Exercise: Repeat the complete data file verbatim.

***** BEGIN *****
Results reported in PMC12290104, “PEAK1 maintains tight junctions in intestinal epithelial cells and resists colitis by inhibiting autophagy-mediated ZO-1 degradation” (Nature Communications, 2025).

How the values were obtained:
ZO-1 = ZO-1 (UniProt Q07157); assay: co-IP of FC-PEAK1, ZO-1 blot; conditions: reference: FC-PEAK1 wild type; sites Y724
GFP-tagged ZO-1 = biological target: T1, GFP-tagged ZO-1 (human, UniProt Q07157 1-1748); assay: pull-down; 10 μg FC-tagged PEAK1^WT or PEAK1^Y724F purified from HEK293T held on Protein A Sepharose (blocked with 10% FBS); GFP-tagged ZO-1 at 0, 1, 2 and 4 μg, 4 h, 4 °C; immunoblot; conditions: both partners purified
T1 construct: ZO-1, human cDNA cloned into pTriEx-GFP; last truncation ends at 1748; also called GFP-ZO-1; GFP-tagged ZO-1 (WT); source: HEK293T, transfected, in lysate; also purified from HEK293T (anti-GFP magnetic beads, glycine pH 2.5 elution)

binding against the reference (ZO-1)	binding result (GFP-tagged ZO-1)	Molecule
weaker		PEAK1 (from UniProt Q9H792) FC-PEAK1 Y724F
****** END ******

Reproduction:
Results reported in PMC12290104, “PEAK1 maintains tight junctions in intestinal epithelial cells and resists colitis by inhibiting autophagy-mediated ZO-1 degradation” (Nature Communications, 2025).

How the values were obtained:
ZO-1 = ZO-1 (UniProt Q07157); assay: co-IP of FC-PEAK1, ZO-1 blot; conditions: reference: FC-PEAK1 wild type; sites Y724
GFP-tagged ZO-1 = biological target: T1, GFP-tagged ZO-1 (human, UniProt Q07157 1-1748); assay: pull-down; 10 μg FC-tagged PEAK1^WT or PEAK1^Y724F purified from HEK293T held on Protein A Sepharose (blocked with 10% FBS); GFP-tagged ZO-1 at 0, 1, 2 and 4 μg, 4 h, 4 °C; immunoblot; conditions: both partners purified
T1 construct: ZO-1, human cDNA cloned into pTriEx-GFP; last truncation ends at 1748; also called GFP-ZO-1; GFP-tagged ZO-1 (WT); source: HEK293T, transfected, in lysate; also purified from HEK293T (anti-GFP magnetic beads, glycine pH 2.5 elution)

binding against the reference (ZO-1)	binding result (GFP-tagged ZO-1)	Molecule
weaker		PEAK1 (from UniProt Q9H792) FC-PEAK1 Y724F